New Glass Technology Supports Circadian Lighting

Three glass products from AGC use advanced technology to promote wellness by letting in natural light, without the glare.

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When it comes to designing workplaces that support health and wellness, architects and designers have no greater ally than natural light. In recognition of daylight’s importance to human health, building standards such as WELL and LEED, have guidelines that encourage architects and designers to use natural light where possible.

Circadian lighting takes wellness-oriented lighting to the next level, using a combination of natural light and tunable LEDs to match the color and brightness of the light to the sun’s natural rhythms throughout the day. Our biological clocks expect bright, white light in the morning and middle of the day, when we are most active, and a warmer, dimmer light as the evening comes around. Disruptions to this pattern, which are all too common (think working late hours in an office lit by fluorescent bulbs), can cause people to experience difficulty sleeping and other health problems.

Halio glass can be used to manage the brightness and heat from the sun in any space. Courtesy Halio North America, LLC

But when it comes to letting in natural light, architects and designers must strike the right balance. “If you let in too much light, you get a glare on computer monitors and people get headaches because there is too much contrast between the shadows and the daylight streaming in,” says Michael Mann, an architect at Turner Batson who designed the Sheffield Group’s headquarters building in Hoover, Alabama. For that building, Mann selected Stopray® Glass from AGC because it was available in a clear tint with subtle blue undertones that wouldn’t overwhelm the building’s other materials, but would limit the amount of visible light transmittance to prevent glare.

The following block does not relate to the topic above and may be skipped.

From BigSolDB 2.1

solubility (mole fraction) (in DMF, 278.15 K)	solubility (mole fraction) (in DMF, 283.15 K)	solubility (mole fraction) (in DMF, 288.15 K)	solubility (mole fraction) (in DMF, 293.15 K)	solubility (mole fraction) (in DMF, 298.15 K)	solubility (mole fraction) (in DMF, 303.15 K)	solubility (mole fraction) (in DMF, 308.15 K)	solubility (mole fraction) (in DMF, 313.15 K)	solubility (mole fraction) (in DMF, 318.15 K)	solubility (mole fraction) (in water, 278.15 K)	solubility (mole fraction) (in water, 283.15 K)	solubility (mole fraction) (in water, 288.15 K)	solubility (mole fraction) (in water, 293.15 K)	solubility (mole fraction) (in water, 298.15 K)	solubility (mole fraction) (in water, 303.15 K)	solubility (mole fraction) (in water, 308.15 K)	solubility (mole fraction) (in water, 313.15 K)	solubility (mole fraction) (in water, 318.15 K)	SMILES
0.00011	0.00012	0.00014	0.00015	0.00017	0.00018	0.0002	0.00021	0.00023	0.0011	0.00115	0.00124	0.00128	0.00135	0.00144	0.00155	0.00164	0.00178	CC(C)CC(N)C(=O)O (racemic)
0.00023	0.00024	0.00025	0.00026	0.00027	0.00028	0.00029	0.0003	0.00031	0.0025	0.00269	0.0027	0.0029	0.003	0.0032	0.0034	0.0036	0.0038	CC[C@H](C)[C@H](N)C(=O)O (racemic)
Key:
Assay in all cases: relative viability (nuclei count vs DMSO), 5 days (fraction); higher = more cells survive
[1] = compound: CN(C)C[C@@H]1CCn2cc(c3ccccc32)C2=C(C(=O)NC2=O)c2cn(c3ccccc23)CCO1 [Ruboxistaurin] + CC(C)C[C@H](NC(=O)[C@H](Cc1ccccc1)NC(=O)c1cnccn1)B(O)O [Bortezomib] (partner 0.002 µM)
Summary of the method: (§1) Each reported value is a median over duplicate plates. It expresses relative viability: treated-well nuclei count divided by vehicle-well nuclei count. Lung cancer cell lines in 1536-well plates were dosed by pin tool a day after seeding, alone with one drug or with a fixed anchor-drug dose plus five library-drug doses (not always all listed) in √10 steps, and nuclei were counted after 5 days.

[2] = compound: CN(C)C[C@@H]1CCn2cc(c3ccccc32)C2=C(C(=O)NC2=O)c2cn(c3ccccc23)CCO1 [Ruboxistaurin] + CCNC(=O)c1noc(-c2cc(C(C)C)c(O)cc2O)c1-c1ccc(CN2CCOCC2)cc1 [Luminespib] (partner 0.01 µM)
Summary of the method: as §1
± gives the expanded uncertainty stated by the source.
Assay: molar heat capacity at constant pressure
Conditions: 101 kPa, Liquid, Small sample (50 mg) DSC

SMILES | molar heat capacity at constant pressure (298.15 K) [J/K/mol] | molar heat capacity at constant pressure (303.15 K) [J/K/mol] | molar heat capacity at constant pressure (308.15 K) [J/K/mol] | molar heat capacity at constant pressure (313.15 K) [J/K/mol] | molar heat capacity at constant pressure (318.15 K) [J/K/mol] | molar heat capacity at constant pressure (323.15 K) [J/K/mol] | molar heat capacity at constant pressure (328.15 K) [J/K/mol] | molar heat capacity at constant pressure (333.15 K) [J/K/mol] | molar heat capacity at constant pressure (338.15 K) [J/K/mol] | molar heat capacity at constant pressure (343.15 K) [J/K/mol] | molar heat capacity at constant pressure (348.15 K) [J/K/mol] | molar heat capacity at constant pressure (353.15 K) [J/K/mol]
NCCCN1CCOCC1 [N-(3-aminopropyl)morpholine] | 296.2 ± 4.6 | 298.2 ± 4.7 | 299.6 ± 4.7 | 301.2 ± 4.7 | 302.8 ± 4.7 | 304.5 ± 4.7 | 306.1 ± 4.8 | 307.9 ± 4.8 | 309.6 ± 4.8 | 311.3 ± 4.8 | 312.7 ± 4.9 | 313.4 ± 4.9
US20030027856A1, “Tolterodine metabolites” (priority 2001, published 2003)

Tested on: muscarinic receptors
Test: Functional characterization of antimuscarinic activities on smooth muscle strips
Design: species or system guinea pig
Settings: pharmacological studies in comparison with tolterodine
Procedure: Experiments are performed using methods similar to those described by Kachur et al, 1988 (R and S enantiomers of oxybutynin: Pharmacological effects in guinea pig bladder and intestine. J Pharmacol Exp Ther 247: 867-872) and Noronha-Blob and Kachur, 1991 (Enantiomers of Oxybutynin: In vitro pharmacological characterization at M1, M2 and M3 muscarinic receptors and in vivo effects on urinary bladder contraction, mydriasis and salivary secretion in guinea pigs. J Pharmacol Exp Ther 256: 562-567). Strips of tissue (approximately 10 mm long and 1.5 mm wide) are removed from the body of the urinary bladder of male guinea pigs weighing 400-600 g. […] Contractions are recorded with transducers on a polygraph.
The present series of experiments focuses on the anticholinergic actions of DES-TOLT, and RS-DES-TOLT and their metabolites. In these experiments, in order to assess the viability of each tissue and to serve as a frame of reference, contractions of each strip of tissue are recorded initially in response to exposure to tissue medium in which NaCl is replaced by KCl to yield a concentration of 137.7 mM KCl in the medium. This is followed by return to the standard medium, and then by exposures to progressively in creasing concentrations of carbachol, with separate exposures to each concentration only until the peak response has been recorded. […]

That clear visibility was especially important for a design that was meant to highlight the natural beauty of Alabama’s lakes and hills. “We have a lot of outdoor patios and dining areas addressing the lake,” adds Mann. “They have a big cafeteria with glass windows and doors that spill out onto a covered balcony where employees can enjoy lunch and look out over the lake and the walking trails.”

The Sheffield Group’s Headquarters uses large glass windows to bring employees in closer contact with nature. Courtesy M. Lewis Kennedy Jr.

The latest in glass technology allows architects and designers to maximize natural light and keep offices comfortable. Matelux®, another product from AGC, features an acid-etched satin finish that is perfectly matte. Installed as an accent panel, it offers privacy without sacrificing light, and as an exterior window it can create a diffused, translucent effect that brings in the color and feel of daylight without any harsh glare.

The Matte finish on Matelux glass from AGC provides diffused light, preventing glare. Courtesy AGC Glass

Another technology, developed by a partnership between AGC and Kinestral Technologies, Inc. called Halio™ brings glass into the smart-building age, adjusting the window’s opacity in response to the intensity of the sun automatically or on-demand. A proprietary coating is baked onto a layer of AGC glass. When sensors on the building’s facade indicate too much direct sunlight, an electrical current is passed through the surface, tinting the window automatically. The result is a glare-free space and thermal comfort without sacrificing views. “Changing conditions can dramatically impact the comfort of the occupants inside a building,” says Craig Henricksen, the Vice President of Marketing at Kinestral. “With Halio, you can have your cake and eat it too.” Furthermore, Halio can be combined with other coatings and glass products to allow architects and designers to create the perfect high-performance IGU for any project.

Halio Glass changes opacity in response to the intensity of the sun. Courtesy Kinestral Technologies Inc.

The benefits to letting more natural light into office buildings in terms of health and productivity are enormous, but architects and designers must always weigh those benefits against occupant comfort. The latest developments in glass technology promise to eliminate that trade-off, allowing for more natural light with fewer unpleasant side-effects.



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